Peace and Foreign Policy
To build peace, we must dislodge the economic and political foundations of war. IPS believes that a just foreign policy is based on human rights, international law, and diplomacy over military intervention.
This year and beyond, it’s time to resist this militarized agenda and promote a moral budget that rises to the urgent crises of our time.
Progressive proposals are always met with affordability questions. Those same questions must be put to conservatives, starting with Trump’s 2021 budget.
Congress won’t pass the president’s 2021 budget proposal as is, but it’s clear Trump wants to boost military spending while divesting from everything else.
We’ve debated the costs and benefits of health, environment, and education policy. Let’s do the same for the wars and weapons that take millions of lives.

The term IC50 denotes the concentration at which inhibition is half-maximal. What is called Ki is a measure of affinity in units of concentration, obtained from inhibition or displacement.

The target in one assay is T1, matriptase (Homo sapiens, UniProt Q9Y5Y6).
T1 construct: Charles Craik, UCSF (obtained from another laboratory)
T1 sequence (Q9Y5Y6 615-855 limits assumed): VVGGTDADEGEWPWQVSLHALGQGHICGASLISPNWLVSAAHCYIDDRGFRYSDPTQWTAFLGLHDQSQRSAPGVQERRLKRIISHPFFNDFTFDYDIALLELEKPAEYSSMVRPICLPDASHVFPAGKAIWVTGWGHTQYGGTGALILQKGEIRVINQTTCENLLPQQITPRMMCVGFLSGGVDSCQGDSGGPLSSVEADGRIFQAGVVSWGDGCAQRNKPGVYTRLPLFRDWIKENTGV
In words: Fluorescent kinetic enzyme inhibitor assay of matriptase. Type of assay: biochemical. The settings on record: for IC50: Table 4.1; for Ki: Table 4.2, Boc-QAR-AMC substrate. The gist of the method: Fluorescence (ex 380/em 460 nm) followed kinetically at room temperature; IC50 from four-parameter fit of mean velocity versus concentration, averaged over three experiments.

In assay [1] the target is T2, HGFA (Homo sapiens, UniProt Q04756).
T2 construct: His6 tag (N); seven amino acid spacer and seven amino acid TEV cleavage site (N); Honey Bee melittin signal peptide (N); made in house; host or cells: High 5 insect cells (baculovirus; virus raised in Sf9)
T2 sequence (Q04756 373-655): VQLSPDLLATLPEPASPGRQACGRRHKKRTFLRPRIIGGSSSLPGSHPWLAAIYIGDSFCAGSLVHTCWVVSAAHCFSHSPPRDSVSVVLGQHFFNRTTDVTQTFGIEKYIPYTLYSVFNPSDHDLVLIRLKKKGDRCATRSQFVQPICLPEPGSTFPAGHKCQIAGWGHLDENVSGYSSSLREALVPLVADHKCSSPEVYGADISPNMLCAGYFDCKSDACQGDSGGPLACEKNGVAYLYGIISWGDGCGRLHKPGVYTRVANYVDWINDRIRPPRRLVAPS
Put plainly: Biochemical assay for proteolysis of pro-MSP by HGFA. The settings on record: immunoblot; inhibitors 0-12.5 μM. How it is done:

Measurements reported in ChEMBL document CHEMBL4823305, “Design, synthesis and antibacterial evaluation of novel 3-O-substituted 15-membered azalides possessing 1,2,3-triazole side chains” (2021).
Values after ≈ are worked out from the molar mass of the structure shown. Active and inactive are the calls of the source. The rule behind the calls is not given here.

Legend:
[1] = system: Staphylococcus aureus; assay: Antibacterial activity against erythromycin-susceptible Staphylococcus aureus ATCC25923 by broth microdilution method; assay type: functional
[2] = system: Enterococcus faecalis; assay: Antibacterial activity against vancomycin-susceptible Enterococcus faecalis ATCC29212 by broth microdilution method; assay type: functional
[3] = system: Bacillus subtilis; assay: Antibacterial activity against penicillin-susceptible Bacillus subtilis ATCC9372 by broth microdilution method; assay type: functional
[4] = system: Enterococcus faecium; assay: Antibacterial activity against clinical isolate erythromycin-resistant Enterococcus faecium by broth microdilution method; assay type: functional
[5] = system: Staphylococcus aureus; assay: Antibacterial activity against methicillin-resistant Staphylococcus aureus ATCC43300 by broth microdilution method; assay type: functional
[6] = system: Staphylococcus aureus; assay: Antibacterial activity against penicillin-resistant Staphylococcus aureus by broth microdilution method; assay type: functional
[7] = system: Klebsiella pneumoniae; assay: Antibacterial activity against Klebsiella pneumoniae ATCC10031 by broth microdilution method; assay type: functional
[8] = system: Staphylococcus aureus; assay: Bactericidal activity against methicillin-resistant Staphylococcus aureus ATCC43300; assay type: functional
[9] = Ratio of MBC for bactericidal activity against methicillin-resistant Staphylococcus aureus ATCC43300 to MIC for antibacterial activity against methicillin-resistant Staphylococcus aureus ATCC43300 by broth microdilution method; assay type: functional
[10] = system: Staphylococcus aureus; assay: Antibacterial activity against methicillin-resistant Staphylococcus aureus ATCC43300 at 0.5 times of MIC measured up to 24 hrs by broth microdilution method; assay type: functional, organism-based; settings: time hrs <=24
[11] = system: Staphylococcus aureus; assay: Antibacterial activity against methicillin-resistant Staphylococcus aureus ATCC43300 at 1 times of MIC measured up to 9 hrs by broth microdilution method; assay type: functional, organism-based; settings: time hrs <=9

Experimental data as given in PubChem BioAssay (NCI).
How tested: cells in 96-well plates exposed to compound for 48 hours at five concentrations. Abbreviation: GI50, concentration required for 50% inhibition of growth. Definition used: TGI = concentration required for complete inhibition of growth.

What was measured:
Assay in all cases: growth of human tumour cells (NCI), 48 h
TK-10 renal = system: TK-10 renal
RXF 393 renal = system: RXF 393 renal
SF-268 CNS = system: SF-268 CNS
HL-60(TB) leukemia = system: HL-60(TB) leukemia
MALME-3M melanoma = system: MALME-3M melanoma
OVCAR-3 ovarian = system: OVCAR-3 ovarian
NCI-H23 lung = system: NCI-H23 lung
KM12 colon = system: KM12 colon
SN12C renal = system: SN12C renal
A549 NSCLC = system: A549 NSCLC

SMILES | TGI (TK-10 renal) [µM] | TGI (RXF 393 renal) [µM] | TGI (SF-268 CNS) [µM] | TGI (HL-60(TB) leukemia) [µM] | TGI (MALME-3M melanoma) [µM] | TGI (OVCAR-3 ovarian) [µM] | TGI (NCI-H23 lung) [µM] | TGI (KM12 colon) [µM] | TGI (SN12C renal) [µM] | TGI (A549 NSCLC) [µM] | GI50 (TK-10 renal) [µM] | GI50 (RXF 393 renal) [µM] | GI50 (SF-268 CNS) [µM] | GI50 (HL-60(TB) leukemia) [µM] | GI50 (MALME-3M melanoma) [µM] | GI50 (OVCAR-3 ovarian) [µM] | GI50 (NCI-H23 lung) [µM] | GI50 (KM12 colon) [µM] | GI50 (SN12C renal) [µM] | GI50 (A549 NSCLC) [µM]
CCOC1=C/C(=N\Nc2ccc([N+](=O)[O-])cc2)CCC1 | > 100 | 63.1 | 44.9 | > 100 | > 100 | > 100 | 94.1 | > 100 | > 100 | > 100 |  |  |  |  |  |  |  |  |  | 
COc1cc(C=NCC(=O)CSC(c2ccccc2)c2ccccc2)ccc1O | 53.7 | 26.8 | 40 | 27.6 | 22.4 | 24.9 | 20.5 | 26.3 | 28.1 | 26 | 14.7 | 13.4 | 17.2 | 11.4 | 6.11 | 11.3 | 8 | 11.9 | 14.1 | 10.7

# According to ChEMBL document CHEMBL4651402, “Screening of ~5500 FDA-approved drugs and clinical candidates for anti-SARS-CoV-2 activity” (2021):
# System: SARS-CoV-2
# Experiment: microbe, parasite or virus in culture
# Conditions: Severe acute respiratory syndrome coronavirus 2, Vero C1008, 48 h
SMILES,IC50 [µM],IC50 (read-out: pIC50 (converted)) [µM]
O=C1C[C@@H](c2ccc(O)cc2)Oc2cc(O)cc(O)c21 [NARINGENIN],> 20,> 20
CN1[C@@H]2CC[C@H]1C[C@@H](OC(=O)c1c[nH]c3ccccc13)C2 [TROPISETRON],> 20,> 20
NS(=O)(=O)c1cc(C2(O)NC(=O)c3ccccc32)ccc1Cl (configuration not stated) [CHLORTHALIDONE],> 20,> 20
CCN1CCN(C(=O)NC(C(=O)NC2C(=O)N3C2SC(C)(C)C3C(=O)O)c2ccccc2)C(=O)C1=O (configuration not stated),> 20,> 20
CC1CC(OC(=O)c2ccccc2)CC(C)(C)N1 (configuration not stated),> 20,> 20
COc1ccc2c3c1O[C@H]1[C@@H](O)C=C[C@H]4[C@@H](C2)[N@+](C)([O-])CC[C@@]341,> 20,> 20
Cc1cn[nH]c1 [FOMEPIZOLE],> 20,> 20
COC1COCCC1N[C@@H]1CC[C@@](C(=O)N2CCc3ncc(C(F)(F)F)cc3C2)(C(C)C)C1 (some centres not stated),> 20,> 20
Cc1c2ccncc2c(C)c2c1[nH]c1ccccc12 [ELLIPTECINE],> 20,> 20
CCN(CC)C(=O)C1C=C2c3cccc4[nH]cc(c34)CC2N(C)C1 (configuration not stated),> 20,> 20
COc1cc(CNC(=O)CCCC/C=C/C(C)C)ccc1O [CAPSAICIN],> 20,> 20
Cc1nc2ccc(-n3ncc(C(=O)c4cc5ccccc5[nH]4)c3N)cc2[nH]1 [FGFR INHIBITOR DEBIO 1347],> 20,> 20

Brexit could see the UK eventually lose Scotland, Northern Ireland, and a great deal of its prosperity.
Since the Cold War, the U.S. and Russia have experienced unexpected reversals in fortune. Are we next in line for post-imperial decline?
Here are a few illuminating and emotionally resonant pieces by real Iranians on life under sanctions, the brutality of war, and the recent crisis.
Phyllis Bennis joins Democracy Now! to discuss the foreign policy section of CNN’s recent Democratic Debate.
The U.S. military is creating an imaginary “space gap” to pour money into closing, wasting funds while increasing the risk of conflict.
Economic sanctions are not an alternative to war. They are an act of war, and they are devastating Iranian civilians.